Thursday, June 7, 2007


Although we have the new Harmony, Noah wears the Platinum Sound Processor from Advanced Bionics on a regular basis. It's durable and there's nothing to have to keep attached to his ear - only the part with the magnet on his head. Unfortunately, the harness system leaves something to be desired. It's made of a very heavy material and Noah gets overheated very easily, especially with summer coming up. Also, if Noah falls asleep there's no way to get it off him without completely undressing him - not exactly conducive to keeping him asleep. Our solution? Pockets. My mother has sewn pockets on the back of most of his everyday clothes, and it works great! We still use the harness occasionally - especially first thing in the morning when he's in his pjs, but the pockets make life so much easier. We can get to his processor without having to undress him and he's not getting nasty heat rashes from wearing the harness all day. I'm trying to convince my mother to start a business to sell them to other CI users since It's such a useful item. For your enjoyment, here are some of Noah's pockets.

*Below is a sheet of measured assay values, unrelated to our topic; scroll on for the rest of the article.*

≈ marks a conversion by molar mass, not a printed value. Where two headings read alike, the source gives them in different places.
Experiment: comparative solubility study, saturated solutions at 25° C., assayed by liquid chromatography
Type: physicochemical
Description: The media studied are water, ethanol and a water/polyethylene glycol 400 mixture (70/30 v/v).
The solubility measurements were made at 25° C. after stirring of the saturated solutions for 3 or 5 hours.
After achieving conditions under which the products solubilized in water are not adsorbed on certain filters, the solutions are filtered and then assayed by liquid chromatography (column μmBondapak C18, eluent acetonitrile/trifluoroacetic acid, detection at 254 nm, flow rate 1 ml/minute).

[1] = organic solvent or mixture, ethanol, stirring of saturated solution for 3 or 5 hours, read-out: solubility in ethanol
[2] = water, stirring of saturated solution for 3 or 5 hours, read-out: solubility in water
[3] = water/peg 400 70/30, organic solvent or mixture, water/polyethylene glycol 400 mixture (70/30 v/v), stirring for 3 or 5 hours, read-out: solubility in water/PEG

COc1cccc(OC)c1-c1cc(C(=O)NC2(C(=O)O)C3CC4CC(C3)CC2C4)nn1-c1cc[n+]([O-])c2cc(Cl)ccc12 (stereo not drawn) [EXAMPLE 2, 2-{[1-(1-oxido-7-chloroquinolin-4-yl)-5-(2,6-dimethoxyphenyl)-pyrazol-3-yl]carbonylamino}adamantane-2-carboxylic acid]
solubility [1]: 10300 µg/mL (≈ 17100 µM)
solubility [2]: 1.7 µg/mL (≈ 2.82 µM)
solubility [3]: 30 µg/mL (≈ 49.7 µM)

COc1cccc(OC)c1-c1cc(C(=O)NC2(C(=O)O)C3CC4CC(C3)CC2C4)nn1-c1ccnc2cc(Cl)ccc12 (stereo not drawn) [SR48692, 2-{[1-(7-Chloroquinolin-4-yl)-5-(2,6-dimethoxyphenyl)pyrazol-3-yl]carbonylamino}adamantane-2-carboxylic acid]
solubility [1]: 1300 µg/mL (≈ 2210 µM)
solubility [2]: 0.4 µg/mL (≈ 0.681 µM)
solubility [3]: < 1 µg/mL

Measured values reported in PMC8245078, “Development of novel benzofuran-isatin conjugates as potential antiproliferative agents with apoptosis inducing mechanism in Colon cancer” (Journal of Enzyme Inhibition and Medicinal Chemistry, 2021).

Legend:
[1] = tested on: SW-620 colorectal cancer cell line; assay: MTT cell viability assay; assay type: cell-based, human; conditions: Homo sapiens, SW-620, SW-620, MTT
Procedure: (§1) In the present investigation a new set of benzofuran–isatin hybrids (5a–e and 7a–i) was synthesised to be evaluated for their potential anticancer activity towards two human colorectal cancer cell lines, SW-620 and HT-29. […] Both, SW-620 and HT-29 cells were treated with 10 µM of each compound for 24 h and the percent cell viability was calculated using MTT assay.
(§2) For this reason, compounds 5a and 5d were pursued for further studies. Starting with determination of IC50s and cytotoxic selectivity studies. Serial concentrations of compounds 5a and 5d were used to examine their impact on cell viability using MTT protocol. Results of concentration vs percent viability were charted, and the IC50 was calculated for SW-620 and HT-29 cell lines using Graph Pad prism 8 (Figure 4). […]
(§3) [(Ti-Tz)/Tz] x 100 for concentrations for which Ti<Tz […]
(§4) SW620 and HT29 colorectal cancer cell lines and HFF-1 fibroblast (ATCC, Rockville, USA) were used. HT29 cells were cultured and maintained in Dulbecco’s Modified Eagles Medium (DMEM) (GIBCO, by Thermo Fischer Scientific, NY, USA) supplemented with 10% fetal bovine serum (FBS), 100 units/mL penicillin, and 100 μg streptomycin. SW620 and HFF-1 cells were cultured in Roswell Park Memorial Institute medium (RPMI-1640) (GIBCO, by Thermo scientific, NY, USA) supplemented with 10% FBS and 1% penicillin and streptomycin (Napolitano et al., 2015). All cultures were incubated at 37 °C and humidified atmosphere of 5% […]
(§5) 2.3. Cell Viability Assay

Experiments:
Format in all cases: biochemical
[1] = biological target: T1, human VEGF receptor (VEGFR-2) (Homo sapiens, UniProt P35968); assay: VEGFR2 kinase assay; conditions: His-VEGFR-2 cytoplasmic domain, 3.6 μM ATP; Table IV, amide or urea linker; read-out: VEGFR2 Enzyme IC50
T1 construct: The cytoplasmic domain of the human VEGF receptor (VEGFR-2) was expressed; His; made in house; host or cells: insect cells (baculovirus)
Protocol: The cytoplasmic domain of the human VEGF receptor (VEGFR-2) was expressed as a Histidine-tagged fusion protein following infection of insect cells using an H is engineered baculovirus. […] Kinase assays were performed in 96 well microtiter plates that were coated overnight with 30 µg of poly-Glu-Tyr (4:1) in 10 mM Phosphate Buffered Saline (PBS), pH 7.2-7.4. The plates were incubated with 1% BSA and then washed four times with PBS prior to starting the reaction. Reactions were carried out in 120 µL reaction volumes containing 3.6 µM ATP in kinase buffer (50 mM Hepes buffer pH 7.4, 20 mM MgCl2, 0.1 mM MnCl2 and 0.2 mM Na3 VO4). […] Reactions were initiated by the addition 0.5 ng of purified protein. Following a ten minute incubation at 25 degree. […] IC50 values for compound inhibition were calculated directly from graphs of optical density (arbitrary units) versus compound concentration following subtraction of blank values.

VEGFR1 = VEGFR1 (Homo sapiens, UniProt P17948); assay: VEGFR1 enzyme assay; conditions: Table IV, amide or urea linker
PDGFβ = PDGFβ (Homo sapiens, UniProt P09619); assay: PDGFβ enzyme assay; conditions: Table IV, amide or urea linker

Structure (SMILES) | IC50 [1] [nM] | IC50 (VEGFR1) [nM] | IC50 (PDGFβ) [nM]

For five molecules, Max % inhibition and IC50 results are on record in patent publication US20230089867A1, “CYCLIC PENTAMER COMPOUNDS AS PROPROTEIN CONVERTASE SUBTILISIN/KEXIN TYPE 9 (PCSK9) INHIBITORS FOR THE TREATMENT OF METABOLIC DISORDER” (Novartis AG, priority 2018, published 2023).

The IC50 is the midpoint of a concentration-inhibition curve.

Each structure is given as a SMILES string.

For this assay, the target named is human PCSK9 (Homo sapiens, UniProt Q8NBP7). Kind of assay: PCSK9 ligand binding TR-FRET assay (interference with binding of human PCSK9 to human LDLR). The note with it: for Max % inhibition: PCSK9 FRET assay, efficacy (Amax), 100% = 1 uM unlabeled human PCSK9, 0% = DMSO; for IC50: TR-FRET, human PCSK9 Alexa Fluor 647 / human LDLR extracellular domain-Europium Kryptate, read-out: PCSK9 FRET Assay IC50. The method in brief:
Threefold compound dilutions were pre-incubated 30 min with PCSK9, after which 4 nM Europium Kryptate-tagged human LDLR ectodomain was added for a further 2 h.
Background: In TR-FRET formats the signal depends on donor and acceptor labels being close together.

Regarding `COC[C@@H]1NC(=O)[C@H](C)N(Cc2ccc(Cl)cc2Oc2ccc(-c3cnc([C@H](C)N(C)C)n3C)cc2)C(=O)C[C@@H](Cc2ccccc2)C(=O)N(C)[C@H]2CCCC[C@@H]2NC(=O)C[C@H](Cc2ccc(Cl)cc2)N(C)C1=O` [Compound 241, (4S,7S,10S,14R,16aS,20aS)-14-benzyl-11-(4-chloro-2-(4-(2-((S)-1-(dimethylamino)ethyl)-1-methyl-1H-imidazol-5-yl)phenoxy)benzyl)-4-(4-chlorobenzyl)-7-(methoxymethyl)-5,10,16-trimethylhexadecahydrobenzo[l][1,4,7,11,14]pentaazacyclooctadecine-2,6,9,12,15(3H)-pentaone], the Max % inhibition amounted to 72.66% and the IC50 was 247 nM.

For comparison, here are the harness options that we have (they can, obviously, be worn under clothes).

And the snazzy purple belt clip that falls off regularly (but is great for tucking in the back of overalls).

Tuesday, June 5, 2007

The Terrible Twos